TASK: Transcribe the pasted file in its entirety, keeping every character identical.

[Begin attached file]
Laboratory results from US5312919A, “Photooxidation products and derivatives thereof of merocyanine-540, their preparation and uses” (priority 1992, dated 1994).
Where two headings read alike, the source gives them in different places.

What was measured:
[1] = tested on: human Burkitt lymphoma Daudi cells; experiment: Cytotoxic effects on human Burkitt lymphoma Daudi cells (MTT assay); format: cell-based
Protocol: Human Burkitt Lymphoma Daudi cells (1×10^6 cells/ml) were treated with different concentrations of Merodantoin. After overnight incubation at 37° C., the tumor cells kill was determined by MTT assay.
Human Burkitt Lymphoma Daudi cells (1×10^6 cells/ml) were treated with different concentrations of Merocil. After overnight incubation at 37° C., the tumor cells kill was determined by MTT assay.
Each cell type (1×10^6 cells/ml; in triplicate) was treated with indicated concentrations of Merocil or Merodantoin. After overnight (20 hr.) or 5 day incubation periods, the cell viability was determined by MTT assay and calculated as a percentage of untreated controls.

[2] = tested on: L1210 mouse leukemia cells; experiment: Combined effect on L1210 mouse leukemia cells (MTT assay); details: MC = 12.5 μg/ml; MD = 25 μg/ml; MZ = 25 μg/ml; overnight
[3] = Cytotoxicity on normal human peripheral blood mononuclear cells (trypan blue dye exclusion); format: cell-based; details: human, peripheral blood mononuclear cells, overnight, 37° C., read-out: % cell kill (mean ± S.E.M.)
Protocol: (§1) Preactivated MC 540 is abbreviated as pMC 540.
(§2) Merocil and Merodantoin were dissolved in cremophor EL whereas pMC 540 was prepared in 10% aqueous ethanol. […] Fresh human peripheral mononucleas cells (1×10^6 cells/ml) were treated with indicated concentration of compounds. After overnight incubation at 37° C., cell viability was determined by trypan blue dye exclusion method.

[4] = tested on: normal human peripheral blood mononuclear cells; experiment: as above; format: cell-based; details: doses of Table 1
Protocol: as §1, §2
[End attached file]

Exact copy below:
Laboratory results from US5312919A, “Photooxidation products and derivatives thereof of merocyanine-540, their preparation and uses” (priority 1992, dated 1994).
Where two headings read alike, the source gives them in different places.

What was measured:
[1] = tested on: human Burkitt lymphoma Daudi cells; experiment: Cytotoxic effects on human Burkitt lymphoma Daudi cells (MTT assay); format: cell-based
Protocol: Human Burkitt Lymphoma Daudi cells (1×10^6 cells/ml) were treated with different concentrations of Merodantoin. After overnight incubation at 37° C., the tumor cells kill was determined by MTT assay.
Human Burkitt Lymphoma Daudi cells (1×10^6 cells/ml) were treated with different concentrations of Merocil. After overnight incubation at 37° C., the tumor cells kill was determined by MTT assay.
Each cell type (1×10^6 cells/ml; in triplicate) was treated with indicated concentrations of Merocil or Merodantoin. After overnight (20 hr.) or 5 day incubation periods, the cell viability was determined by MTT assay and calculated as a percentage of untreated controls.

[2] = tested on: L1210 mouse leukemia cells; experiment: Combined effect on L1210 mouse leukemia cells (MTT assay); details: MC = 12.5 μg/ml; MD = 25 μg/ml; MZ = 25 μg/ml; overnight
[3] = Cytotoxicity on normal human peripheral blood mononuclear cells (trypan blue dye exclusion); format: cell-based; details: human, peripheral blood mononuclear cells, overnight, 37° C., read-out: % cell kill (mean ± S.E.M.)
Protocol: (§1) Preactivated MC 540 is abbreviated as pMC 540.
(§2) Merocil and Merodantoin were dissolved in cremophor EL whereas pMC 540 was prepared in 10% aqueous ethanol. […] Fresh human peripheral mononucleas cells (1×10^6 cells/ml) were treated with indicated concentration of compounds. After overnight incubation at 37° C., cell viability was determined by trypan blue dye exclusion method.

[4] = tested on: normal human peripheral blood mononuclear cells; experiment: as above; format: cell-based; details: doses of Table 1
Protocol: as §1, §2